Fox Shot The Sheriff (David Clarke) (And So Did Trump's Scam PAC) (Sad)
Rejected Gap Band cosplayer David Clarke is missing in action. He was once a frequent, shouty guest on Fox News back when there was a market for black conservatives calling out then-president Barack Obama as the real racist. Clarke might've guessed he'd cash in big time once Donald Trump was elected, but it looks like Clarke himself has become the "forgotten man."
The Daily Beast reported yesterday that the former Milwaukee sheriff is no longer welcome on Fox News, as if the network's suddenly a black cookout. It turns out he was effectively "banned" last year, and we're only just now noticing. Clarke apparently blames his fall on "the liberals" who run Fox News.
"It may have had something to do with the very liberal Rupert Murdoch boy taking over after Roger Ailes and Bill Shine, who was in charge of programming, were let go. Ailes and Bill Shine liked the Sheriff," Clarke's rep wrote.
It's true Lachlan Murdoch wasn't involved in any public sexual harassment incidents at the network, but we don't think that alone makes him a pinko commie. Clarke's other beef with Fox News was that he'd gotten tired of selling out black people for free. He wanted at least a few pieces of silver tossed his way as he tap danced for conservatives' viewing pleasure. Fox News gave his request at least a few seconds of consideration before laughing in his face. Why even offer a shiny dime to Clarke when you can buy a complete Diamond and Silk set for half the price?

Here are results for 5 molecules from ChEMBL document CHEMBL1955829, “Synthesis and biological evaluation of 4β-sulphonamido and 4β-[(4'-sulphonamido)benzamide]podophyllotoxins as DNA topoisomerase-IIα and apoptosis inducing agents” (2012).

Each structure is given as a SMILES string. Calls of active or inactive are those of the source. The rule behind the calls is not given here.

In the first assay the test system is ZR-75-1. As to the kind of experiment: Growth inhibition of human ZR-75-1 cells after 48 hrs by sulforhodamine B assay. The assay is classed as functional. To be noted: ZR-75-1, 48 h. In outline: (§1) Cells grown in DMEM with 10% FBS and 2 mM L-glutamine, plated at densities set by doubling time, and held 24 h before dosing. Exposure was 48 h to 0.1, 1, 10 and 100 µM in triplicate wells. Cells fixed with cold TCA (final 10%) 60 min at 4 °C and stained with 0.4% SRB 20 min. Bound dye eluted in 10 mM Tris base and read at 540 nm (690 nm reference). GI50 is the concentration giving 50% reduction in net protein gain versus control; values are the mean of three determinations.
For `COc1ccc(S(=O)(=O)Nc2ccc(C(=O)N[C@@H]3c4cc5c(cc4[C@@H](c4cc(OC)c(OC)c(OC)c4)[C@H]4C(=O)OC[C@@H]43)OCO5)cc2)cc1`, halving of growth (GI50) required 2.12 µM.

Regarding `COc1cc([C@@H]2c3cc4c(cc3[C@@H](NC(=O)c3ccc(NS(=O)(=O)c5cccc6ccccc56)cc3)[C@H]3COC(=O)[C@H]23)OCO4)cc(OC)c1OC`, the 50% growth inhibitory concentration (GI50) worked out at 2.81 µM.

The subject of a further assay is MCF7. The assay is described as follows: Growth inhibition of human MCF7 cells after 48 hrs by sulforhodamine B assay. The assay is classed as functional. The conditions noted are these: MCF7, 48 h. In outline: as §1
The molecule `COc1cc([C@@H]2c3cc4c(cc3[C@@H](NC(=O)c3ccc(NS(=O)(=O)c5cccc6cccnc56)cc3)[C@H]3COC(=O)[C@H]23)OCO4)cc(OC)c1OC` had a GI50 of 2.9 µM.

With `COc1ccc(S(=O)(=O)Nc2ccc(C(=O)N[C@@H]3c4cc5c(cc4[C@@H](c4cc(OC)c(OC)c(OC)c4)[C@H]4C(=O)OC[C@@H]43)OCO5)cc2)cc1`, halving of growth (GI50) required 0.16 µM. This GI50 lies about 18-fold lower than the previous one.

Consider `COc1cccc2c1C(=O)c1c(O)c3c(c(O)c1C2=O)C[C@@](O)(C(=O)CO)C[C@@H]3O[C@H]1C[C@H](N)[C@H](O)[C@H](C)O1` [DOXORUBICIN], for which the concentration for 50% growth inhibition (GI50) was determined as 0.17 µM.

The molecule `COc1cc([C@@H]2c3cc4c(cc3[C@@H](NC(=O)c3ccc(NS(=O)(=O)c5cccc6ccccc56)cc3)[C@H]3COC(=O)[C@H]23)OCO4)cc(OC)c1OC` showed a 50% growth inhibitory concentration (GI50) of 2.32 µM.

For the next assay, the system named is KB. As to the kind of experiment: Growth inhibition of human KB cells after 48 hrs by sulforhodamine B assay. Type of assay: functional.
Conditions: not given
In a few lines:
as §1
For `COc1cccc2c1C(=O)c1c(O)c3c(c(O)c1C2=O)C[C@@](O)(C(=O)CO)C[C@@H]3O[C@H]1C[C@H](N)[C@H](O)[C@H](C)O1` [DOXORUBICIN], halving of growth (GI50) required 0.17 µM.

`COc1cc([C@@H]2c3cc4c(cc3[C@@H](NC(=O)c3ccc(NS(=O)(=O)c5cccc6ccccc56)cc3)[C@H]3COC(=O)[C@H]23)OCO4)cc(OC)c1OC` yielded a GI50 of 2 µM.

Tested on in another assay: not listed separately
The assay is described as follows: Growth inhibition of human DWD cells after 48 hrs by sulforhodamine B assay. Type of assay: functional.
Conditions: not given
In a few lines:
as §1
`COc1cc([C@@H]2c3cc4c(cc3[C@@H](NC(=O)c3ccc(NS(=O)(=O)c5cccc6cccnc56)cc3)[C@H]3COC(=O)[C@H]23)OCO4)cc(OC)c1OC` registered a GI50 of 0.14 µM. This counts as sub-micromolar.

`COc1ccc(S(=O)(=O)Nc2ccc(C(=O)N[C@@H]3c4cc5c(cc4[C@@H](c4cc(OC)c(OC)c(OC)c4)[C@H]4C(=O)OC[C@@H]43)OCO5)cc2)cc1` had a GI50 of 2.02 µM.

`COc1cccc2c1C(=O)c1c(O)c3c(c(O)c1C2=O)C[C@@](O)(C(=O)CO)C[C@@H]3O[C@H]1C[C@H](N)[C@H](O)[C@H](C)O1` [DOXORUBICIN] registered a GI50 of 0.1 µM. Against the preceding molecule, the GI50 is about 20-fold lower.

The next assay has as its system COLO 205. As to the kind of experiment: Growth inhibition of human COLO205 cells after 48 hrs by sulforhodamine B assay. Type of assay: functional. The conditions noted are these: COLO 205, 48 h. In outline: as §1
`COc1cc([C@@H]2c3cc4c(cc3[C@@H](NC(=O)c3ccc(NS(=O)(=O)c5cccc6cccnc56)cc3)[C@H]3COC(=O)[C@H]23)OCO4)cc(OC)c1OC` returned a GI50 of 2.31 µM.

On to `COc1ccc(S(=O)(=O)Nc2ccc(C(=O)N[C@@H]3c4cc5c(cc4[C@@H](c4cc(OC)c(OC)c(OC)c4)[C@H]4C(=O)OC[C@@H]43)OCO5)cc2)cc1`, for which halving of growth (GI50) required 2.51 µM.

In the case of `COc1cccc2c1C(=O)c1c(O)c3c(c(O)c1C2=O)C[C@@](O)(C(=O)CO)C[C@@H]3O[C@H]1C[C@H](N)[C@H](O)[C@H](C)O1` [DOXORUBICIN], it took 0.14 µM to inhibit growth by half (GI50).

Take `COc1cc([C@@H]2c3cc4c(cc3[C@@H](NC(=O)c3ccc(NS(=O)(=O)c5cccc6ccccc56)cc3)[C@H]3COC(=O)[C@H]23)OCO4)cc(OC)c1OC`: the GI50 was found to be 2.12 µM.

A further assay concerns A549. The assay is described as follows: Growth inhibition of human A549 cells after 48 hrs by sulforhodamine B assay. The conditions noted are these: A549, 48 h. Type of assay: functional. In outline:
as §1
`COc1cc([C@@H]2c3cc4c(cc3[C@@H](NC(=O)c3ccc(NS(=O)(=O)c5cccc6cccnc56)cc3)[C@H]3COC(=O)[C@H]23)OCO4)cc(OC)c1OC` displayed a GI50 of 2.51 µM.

"His rhetoric became crazier and crazier and most shows refused to use him," one Fox source familiar with the situation told The Daily Beast.
Man, when your rhetoric's too "crazy" for a network that kicks off its prime time lineup with Tucker Carlson, you should seek immediate medical attention instead of whining about supposed "left-wing conspiracies" at a right-wing propaganda machine. We also suspect that Clarke's relationship with confessed Russian spy Maria Butina only accelerated his overall radioactive decay.
Fox News probably gave Clarke the "new phone, who dis?" treatment because he had nothing of value to offer in a post-Trump political landscape. He'd helped make himself obsolete. It's one thing to waste air time on a black conservative nutjob when Obama was in office. No one expected jokes like Clarke or Stacey Dash to actually hold an important position in a Democratic administration. Now, the time's they have a changed, and there's plenty of conservative nutjobs employed at the White House or in some significant government role. C'mon, even Omarosa has "former White House staffer" on her LinkedIn profile.
Clarke couldn't get arrested by the Trump administration. You can thank John Kelly for this. Kelly seemed fine with white wife beaters but drew the line with black grifters. Clarke's consolation prize was a gig with the pro-Trump super PAC America First Action, but that went south once he got the boot from Fox News. He is now on the board of the racist Music Man-style scam, We Build the Wall.
The Daily Beast received a lengthy note about all this from Clarke's "assistant," who uses Clarke's personal email account and doesn't appear to have a name -- not even something like "I.M. Knott David Clarke." Because his "assistant" handles all his more mundane tasks, Clarke is freed up to continue his "important work" of ragging on black people.
How cool is THIS? @CNN called out for lack of diversity. I guess @donlemon(HEAD) who @realDonaldTrump rightfully ca… https://t.co/MXLQV6Zfz3— David A. Clarke, Jr. (@David A. Clarke, Jr.)1551843210.0
Trump loves to boast about how black unemployment numbers have decreased during his time in office. Unfortunately, for Clark, the Trump era is turning into his own personal Great Recession.
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Stephen Robinson is a writer and social kibbitzer based in Portland, Oregon. He's on the board of the Portland Playhouse theater and writes for the immersive theater Cafe Nordo in Seattle. Tickets are on sale now for his latest Nordo collaboration, "Curiouser and Curiouser," an adaptation of "Alice's Adventures in Wonderland" and "Through the Looking Glass." It promises to feel like an actual evening with SER (for good or for ill).